This is Part One of a two-part series focusing on the clinician’s role in clinical trials. Part Two will explore the ethics of recruiting patients for Phase 1 trials.
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Explore This IssueMay 2008
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In July of 2007, trials for a gene-based intervention for arthritis were temporarily suspended following the death of Jolee Mohr, a participant. Although investigations by both the Food and Drug Administration and the company resulted in findings that the investigational treatment was not at fault and the trial has been restarted, some questions were raised about the nature of the informed consent and the role the patient’s community-based physician played in her recruitment.
At one time, clinical trials in the United States were almost entirely within the purview of the academic medical center (AMC). In 1991, 80% of industry money for clinical trials went to AMCs.1 By 2007, the community physician was getting nearly 77% of the spending for clinical investigations.2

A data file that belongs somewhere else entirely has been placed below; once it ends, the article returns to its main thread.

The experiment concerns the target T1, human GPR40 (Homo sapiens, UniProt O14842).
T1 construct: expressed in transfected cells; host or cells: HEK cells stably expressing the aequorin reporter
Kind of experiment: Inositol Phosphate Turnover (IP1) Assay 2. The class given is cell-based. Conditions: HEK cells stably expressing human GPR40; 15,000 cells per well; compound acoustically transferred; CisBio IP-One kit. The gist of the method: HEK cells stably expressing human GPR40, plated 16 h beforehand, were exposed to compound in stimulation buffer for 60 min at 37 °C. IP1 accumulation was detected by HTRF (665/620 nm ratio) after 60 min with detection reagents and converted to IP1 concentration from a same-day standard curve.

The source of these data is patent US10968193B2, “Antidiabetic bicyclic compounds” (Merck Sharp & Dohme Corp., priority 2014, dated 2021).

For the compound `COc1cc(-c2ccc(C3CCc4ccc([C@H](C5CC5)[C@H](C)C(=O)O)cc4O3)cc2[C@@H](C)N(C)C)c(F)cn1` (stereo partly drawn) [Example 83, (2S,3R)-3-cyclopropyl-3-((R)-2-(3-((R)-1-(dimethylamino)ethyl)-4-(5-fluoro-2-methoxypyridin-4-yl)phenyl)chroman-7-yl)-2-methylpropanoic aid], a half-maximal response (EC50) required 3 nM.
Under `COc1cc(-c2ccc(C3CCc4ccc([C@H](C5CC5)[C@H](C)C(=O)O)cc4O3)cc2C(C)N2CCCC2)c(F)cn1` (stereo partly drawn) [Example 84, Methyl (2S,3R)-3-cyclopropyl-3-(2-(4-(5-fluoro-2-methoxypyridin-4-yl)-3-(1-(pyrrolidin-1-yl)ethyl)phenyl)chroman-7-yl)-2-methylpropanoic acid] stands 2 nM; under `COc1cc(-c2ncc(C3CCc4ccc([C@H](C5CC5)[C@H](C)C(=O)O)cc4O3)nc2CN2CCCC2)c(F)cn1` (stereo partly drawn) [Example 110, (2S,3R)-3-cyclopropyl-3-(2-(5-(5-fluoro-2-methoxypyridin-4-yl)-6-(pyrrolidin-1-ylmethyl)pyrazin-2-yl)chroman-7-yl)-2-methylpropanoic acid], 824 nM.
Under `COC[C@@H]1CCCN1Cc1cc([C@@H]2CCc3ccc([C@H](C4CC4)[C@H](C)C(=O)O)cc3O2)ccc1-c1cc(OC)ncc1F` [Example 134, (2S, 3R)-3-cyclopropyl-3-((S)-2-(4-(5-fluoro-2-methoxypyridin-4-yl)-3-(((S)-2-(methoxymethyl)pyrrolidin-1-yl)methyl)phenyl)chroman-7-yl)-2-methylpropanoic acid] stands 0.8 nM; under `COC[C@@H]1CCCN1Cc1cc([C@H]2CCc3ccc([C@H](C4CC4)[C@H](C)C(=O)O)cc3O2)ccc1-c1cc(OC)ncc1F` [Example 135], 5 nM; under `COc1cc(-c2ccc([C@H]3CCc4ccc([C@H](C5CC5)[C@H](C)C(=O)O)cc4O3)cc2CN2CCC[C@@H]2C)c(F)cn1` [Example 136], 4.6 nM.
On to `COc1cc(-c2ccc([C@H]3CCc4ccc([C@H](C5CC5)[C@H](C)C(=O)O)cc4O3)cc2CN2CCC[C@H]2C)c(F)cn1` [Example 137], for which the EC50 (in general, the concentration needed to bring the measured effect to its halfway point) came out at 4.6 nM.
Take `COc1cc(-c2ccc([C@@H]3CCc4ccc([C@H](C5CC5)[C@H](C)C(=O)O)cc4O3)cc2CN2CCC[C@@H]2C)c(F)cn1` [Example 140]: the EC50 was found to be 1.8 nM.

In both instances, in the United States, the Institutional Review Board (IRB) takes the lead in approving the outlines of a protocol and making sure these meet the various legal, ethical, and regulatory requirements.
“The IRB serves as an arm of the Office for Human Research Protection [OHRP], of [the Department of Health and Human Services] and is charged with local oversight in institutions involved in human subject research,” says Elan Czeisler, director of the IRB for New York University Medical Center in New York City. “They are charged with both the review and oversight of research and ensure that they comport with safeguards enacted by legislation and regulations in place to protect research subjects.”
One major concern for physicians thinking about participating in a clinical trial is in the area of informed consent.
“According to federal statute, informed consent has to be an educational process and not just a form people sign,” says Eric Matteson, MD, chair of the division of rheumatology at the Mayo Clinic in Rochester, Minn. “Research subjects have to voluntarily decide to participate in research and it is important that they clearly understand everything about the trial, including the very substantial risk that is sometimes involved.”
The most meaningless question an investigator can ask is, ‘Do you understand?’ That isn’t really a question, but rather a statement designed to get a yes.
—Eric Matteson, MD
Informed Consent in Clinical Trials Different from Regular Practice
Informed consent in a clinical trial differs greatly from the informed consent obtained before surgery. One of the aspects least understood by both subject and investigator is the focus of the interventions.